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The mitochondrial DNA mutation m.1555A>G predisposes to hearing loss following aminoglycoside antibiotic exposure in an idiosyncratic dose-independent manner. However, it may also cause maternally inherited hearing loss in the absence of aminoglycoside exposure or any other clinical features (non-syndromic hearing loss). Although m.1555A>G was iden...
Article
Background / Purpose: Mitochondrial complex I deficiency is the most common defect of the oxidative phosphorylation system. Clinical presentation of complex I defects include a broad array of heterogeneous phenotypes. Currently, causative mutations are identified in fewer than 50% of cases: ~25% have mutations in mitochondrial DNA, another ~20% h...
Article
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Complex I is the first and largest enzyme in the respiratory chain and is located in the inner mitochondrial membrane. Complex I deficiency is the most commonly reported mitochondrial disorder presenting in childhood, but the molecular basis of most cases remains elusive. We describe a patient with complex I deficiency caused by mutation of the mol...
Article
a b s t r a c t We have amplified Mycobacterium leprae DNA from the skeleton of an adult human female exhibiting signs of lepromatous leprosy (LL). The remains were excavated from the site of Devkesken 6 on the Ustyurt plateau of Uzbekistan and date to between the 1st and 4th centuries AD. Recovered DNA was fragmented but of sufficient quality and...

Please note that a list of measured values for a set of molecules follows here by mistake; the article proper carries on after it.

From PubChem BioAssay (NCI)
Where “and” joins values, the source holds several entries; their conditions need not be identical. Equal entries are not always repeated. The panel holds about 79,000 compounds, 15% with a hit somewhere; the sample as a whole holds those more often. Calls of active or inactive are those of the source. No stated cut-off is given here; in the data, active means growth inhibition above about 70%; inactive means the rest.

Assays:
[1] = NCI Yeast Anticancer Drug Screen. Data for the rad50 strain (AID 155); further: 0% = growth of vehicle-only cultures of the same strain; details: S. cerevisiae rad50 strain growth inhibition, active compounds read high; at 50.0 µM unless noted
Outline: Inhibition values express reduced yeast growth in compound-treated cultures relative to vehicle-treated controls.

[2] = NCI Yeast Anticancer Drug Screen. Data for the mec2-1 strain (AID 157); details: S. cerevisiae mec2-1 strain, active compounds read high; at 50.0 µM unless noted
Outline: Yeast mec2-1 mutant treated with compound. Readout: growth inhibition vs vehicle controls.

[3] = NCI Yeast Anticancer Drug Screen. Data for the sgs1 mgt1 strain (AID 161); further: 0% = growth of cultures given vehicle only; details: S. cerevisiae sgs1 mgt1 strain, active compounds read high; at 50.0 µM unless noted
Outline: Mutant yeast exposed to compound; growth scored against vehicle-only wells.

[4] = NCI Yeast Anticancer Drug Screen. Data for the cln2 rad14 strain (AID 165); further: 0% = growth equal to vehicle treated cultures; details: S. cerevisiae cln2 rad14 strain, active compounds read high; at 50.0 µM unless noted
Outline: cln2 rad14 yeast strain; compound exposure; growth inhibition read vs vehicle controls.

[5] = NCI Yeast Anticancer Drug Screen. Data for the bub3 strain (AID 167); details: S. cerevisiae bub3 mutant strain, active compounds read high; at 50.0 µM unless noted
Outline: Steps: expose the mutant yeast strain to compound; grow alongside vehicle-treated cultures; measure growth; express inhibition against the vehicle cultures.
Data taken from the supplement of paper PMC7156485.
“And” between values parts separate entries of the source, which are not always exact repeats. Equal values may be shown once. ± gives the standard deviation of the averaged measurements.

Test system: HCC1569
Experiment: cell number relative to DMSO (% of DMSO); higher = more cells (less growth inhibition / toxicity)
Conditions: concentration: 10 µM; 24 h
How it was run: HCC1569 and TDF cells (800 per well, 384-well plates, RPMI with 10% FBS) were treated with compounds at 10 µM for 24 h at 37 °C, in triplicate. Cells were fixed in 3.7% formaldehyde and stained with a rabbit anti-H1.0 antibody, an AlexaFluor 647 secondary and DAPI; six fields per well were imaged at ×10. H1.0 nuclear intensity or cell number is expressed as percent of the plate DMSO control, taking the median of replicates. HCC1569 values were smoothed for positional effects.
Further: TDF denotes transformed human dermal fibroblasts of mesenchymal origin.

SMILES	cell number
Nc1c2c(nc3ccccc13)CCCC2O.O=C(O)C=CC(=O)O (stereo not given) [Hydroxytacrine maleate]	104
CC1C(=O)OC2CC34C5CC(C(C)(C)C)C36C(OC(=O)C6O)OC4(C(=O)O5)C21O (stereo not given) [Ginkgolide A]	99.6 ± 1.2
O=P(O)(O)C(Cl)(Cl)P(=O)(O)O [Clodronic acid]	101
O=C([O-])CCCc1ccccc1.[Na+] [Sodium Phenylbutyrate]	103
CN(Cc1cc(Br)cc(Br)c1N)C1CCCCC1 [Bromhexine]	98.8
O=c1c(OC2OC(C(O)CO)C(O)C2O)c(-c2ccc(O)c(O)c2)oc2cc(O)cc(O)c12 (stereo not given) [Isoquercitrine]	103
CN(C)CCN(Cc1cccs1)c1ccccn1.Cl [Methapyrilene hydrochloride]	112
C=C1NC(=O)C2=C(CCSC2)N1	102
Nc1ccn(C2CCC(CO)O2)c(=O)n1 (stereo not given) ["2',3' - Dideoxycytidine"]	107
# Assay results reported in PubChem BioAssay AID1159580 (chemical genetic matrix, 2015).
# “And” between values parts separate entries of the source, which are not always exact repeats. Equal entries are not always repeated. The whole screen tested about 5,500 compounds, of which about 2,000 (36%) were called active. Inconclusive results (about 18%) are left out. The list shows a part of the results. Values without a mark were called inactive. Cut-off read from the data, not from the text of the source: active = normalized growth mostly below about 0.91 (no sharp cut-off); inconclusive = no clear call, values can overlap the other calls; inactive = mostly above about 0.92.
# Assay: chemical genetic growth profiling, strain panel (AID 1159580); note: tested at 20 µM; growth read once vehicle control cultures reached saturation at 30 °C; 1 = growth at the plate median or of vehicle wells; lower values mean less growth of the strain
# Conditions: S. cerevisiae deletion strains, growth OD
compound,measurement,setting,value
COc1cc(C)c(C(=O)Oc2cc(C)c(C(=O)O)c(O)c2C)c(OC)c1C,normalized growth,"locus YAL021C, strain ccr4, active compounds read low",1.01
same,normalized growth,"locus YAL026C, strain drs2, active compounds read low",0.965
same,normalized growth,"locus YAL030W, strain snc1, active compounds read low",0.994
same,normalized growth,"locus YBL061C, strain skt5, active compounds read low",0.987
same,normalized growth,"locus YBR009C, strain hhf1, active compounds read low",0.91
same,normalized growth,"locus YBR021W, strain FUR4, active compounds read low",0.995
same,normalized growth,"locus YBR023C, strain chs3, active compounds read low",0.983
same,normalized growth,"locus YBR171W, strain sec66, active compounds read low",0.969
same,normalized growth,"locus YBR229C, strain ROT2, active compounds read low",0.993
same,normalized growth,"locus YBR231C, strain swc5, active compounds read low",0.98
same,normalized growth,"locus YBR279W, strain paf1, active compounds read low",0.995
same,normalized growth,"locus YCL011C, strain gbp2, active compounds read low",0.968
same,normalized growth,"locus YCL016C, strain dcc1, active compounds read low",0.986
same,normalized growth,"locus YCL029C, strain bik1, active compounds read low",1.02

Article
a b s t r a c t The study focuses on the evidence for tuberculosis apparent in an Iron Age population recovered from the cemetery of Aymyrlyg, Tyva (Tuva), South Siberia. A recent wholly molecular study of five of the cases confirmed the presence of Mycobacterium tuberculosis (MTB) complex DNA in four of the individuals. In all cases the disease wa...
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Tuberculosis has plagued humankind since prehistoric times, as is evident from characteristic lesions on human skeletons dating back to the Neolithic period. The disease in man is due predominantly to infection with either Mycobacterium tuberculosis or Mycobacterium bovis, both members of the M. tuberculosis (MTB) complex. A number of studies have...
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Mutations in GJA12 have been shown to cause Pelizaeus-Merzbacher-like disease (PMLD). We present two additional patients from one family carrying a homozygous frameshift mutation in GJA12. Both presented initially with nystagmus. The older girl developed ataxia first, then progressive spastic ataxia. The younger boy suffered from severe sensory neu...
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Axenfeld-Rieger Syndrome (ARS) is a genetically heterogeneous birth defect characterized by malformation of the anterior segment of the eye associated with glaucoma. Mutation of the PITX2 homeobox gene has been identified as a cause of ARS. We report a novel Arg5Trp missense mutation in the PITX2 homeodomain, which is associated with brain abnormal...
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We present the clinical and radiographic findings in a mother and son with a dominantly inherited mesomelic skeletal dysplasia almost identical to that described in a large Thai family by Kantaputra et al., in which ankle, carpal and tarsal synostoses were noted. The proband in the family is a 48-year-old woman with mesomelic limb shortening, most...